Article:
• Score: 4

10:09pm Fri 2 May 14

2040TIM says...

PaulCa wrote:
Not condoning this for one second, but the Data Protection Act deems that the Data Controller OWNS all information arriving onto its own system. Which includes e.g. Councillor Bloggs emailing his wife from the Town Hall to ask her to chill some Chateau D'Trough in readiness for a relaxing night on the veranda.

This ownership, and the protection of senior people granted carte blanche to interfere is where democracy is being eroded.
This is not an accurate account of what Data Protection says. The Data Controller is responsible for all the data created for its purposes, but they do not 'own' everything held on their systems. A council is Data Controller only for data created to carry out its functions. Any emails sent or created for councillors' purposes are their responsibility - they are the Data Controller and the Council is merely a conduit (a Data Processor in the jargon). The Council does not own Councillor data, and can only do with it what the Councillors tell them to do. Presumably this is why the story quotes the Chief Executive as saying that emails "could be filtered" - this would only be legitimate if the Councillors consented, and the story seems clear that it would happen only with their consent. A council that filtered councillors' emails without the councillor's permission would indeed be breaching Data Protection, but that doesn't appear to be what is happening here.
[quote][p][bold]PaulCa[/bold] wrote: Not condoning this for one second, but the Data Protection Act deems that the Data Controller OWNS all information arriving onto its own system. Which includes e.g. Councillor Bloggs emailing his wife from the Town Hall to ask her to chill some Chateau D'Trough in readiness for a relaxing night on the veranda. This ownership, and the protection of senior people granted carte blanche to interfere is where democracy is being eroded.[/p][/quote]This is not an accurate account of what Data Protection says. The Data Controller is responsible for all the data created for its purposes, but they do not 'own' everything held on their systems. A council is Data Controller only for data created to carry out its functions. Any emails sent or created for councillors' purposes are their responsibility - they are the Data Controller and the Council is merely a conduit (a Data Processor in the jargon). The Council does not own Councillor data, and can only do with it what the Councillors tell them to do. Presumably this is why the story quotes the Chief Executive as saying that emails "could be filtered" - this would only be legitimate if the Councillors consented, and the story seems clear that it would happen only with their consent. A council that filtered councillors' emails without the councillor's permission would indeed be breaching Data Protection, but that doesn't appear to be what is happening here. 2040TIM
  • Score: 1

11:47pm Fri 2 May 14

PaulCa says...

2040TIM wrote:
PaulCa wrote:
Not condoning this for one second, but the Data Protection Act deems that the Data Controller OWNS all information arriving onto its own system. Which includes e.g. Councillor Bloggs emailing his wife from the Town Hall to ask her to chill some Chateau D'Trough in readiness for a relaxing night on the veranda.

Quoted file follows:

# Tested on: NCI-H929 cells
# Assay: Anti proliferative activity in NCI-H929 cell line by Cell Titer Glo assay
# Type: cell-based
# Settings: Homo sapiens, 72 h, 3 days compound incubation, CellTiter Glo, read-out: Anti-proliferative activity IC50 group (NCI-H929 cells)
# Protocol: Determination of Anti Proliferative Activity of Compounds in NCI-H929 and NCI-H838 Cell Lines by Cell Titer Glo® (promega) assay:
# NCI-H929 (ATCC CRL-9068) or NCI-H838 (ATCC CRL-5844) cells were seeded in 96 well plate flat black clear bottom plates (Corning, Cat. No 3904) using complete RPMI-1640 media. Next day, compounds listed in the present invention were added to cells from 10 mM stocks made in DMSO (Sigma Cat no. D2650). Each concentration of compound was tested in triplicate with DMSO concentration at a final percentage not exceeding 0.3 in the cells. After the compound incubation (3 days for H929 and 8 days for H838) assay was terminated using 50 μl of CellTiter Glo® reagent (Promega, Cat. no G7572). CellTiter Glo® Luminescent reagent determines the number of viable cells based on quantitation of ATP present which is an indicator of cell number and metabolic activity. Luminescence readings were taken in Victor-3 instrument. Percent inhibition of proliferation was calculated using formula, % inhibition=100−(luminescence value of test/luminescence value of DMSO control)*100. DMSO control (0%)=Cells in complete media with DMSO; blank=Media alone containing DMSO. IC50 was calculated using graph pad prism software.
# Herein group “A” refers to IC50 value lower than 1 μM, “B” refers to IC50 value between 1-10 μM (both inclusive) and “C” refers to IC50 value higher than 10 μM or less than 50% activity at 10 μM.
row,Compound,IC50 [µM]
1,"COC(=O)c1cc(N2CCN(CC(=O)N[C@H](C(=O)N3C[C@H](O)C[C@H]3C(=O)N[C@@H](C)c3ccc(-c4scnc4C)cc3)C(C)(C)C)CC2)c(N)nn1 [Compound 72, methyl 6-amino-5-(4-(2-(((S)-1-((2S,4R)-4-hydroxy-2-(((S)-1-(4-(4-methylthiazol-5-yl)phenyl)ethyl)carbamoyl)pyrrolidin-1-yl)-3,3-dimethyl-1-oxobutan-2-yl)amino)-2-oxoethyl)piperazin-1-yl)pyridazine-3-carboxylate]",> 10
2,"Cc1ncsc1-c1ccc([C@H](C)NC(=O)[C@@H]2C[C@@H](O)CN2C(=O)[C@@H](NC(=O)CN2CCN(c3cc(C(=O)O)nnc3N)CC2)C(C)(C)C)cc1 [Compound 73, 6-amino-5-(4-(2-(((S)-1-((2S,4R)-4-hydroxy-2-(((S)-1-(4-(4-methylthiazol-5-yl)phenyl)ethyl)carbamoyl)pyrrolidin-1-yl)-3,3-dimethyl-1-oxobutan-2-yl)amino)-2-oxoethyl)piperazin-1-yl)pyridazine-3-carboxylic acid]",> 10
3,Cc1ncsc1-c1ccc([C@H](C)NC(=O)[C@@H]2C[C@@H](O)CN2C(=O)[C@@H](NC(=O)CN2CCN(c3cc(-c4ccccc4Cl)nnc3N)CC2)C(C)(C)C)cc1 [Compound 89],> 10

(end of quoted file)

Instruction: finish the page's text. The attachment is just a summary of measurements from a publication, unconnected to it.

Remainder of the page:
This ownership, and the protection of senior people granted carte blanche to interfere is where democracy is being eroded.
This is not an accurate account of what Data Protection says. The Data Controller is responsible for all the data created for its purposes, but they do not 'own' everything held on their systems. A council is Data Controller only for data created to carry out its functions. Any emails sent or created for councillors' purposes are their responsibility - they are the Data Controller and the Council is merely a conduit (a Data Processor in the jargon). The Council does not own Councillor data, and can only do with it what the Councillors tell them to do. Presumably this is why the story quotes the Chief Executive as saying that emails "could be filtered" - this would only be legitimate if the Councillors consented, and the story seems clear that it would happen only with their consent. A council that filtered councillors' emails without the councillor's permission would indeed be breaching Data Protection, but that doesn't appear to be what is happening here.
Thank you Tim. I'll accept your explanation, and I've no reason to doubt it. However with hindsight it looks like in 2009, I was lied to by a neighbouring data controller for the purposes of protecting their reputation and easing me out of my employment.

Still, no worries, not even the CEO here is a paragon of virtue or for that matter "loyalty", having once been a full-time officer of UNISON.

This would be a good point to note that as recently as October 2012, I discovered that NONE of Wirral's 66 councillors were registered as data controllers with the ICO - so at that point, with all of them breaching the law and at risk of ICO fines, and possible unlimited high court fines (to be paid by us?) who owned their email traffic if they were not registered?

So, it's all a bit rich for any of these people to get on their high horses and complain about interference and risks to their privacy.

Where was their commitment to the privacy of the public when they weren't even bothering to pay the paltry £35 per year required to register, and were playing fast and loose with their constituents personal information?